“In a profit-driven health care system,” she continued, “people will die needlessly when insurance companies refuse to pay for necessary medications and equipment, and instead offer to pay for a much cheaper lethal prescription. We’ve already seen that happen in Oregon, where this is legal. We know that suicide is cheaper than treatment.”

Kraska cautions people to not be fooled by the euphemisms “end-of-life options,” “medical aid in dying” or “death with dignity” used by the ballot initiative supporters “to mask what it is—assisted suicide.”
“True death with dignity is allowing nature to take its course in a natural way,” Kraska said. “Not feeling compelled to take your life.”

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Private: The antidote to physician-assisted suicide: Catholic end-of-life care

Divine Mercy Supportive Care offers hospice, palliative service

Miranda Smith brought her mom to Divine Mercy Supportive Care for hospice care. She said “wouldn’t give up those last moments with my mom for anything in the world.” (Photo by Andrew Wright | Denver Catholic)

When California’s Brittany Maynard, 29, was grabbing headlines in 2014 for her planned physician-assisted suicide to evade the last stages of brain cancer, Colorado’s Jane Smith, 50, was in the final throes of the same cancer.

Smith, however, chose a natural death so as to live every second of life God granted her.

Rather than turning to physician-assisted suicide, Jane and her family turned to their Catholic faith and the apostolate Divine Mercy Supportive Care, to make Jane’s transition to death and new life comfortable, peaceful and beautiful.

Her family says the precious final days they had with Jane and the love and courage it took for her to give them are an incomparable gift.

“I wouldn’t give up those last moments with my mom for anything in the world,” daughter Miranda Smith, a college student, said in a video on end-of-life care ( “I can’t imagine not having that at all.”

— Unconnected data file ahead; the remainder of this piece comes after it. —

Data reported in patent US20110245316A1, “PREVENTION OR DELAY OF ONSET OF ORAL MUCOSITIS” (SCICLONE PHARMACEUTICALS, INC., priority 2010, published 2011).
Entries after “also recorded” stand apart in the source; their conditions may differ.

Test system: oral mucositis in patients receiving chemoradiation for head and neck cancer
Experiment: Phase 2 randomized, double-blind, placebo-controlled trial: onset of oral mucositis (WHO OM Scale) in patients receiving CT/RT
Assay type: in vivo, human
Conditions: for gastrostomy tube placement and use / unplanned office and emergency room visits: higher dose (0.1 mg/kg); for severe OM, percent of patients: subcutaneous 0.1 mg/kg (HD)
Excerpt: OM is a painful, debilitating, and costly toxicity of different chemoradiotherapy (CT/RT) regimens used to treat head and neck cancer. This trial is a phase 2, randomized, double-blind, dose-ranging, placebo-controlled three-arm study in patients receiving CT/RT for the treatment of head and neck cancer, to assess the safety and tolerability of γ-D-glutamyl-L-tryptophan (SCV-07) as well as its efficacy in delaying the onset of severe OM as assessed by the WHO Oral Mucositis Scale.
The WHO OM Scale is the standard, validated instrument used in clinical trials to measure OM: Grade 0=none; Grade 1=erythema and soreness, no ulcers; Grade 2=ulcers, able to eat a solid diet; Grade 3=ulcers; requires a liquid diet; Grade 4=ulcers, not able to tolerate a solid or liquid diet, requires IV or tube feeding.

Divine Mercy Supportive Care offers hospice (end-of-life care) and palliative (medical treatment and comfort care) service guided by the US bishops’ Ethical and Religious Directives for Catholic Health Care Services (ERD’s). When the Smiths, parishioners at St. Thomas More in Centennial, knew Jane was near the end of her life, they researched hospices.

“We found Divine Mercy and knew right away it was exactly what we were looking for,” Miranda wrote about the organization, which serves non-Catholics as well. “[Mom] was surrounded by safety and faith and love.”

Divine Mercy was recently sanctioned by Community Health Accreditation Partner (CHAP), which affirms it meets the health care industry’s highest nationally recognized standards. It is also certified as a Medicare provider.

“When you put those together—those ERD’s along with the CHAP accreditation—you have a hospice that does things very differently,” said Kevin Lundy, Divine Mercy’s president and CEO. Offering an example he said, “Our chaplaincy program is different in that they are priests, not just because we are Catholic but because we are trying to provide the highest degree of excellence.”

That the organization is a nonprofit, he said, allows it to be “mission focused rather than profit focused.

“When you’re a nonprofit,” he added, “you have no responsibility to shareholders, but to the public to do a public good.”

That public good extends to helping to build a culture of life by educating the public on ethical end-of-life care through consultations, training and talks. Divine Mercy also helped to defeat two physician-assisted suicide bills in Colorado the past two years. But the physician-assisted suicide movement is back in the state again with ballot issues under way.

“Both sides are being compassionate in saying they don’t want people to suffer,” Lundy notes in the end-of-life care video, which was produced by the Denver Archdiocese. “As Catholics we don’t believe that hastening death is necessary to allow a person to die in peace and comfort.”

Hospice, Lundy said, is the antidote to physician-assisted suicide.

Had Jane Smith ended her life prematurely with physician-assisted suicide, he noted, she and her family would have been denied the knowledge of how profoundly beautiful the dying experience can be. Hospice, he added, is a gift of time that allows for reconciliation, for goodbyes, for treasured last experiences and for peace of mind that a loved one lived their life to its natural end.

The Smith family agrees.

“Divine Mercy was one of the greatest blessings to our family,” wrote Miranda Smith, who was so grateful for their service that she served as an intern for the organization the summer after her mother’s death.

“In that last month of her life Divine Mercy not only supported my mother but also our family,” she continued. “We all had the comfort of knowing that we were doing all that we could to make her time on earth as peaceful and joyful as possible.”


Divine Mercy Supportive Care


Address: 303 S. Broadway Blvd., Ste. 220, Denver, CO 80209

Phone: 303-357-2540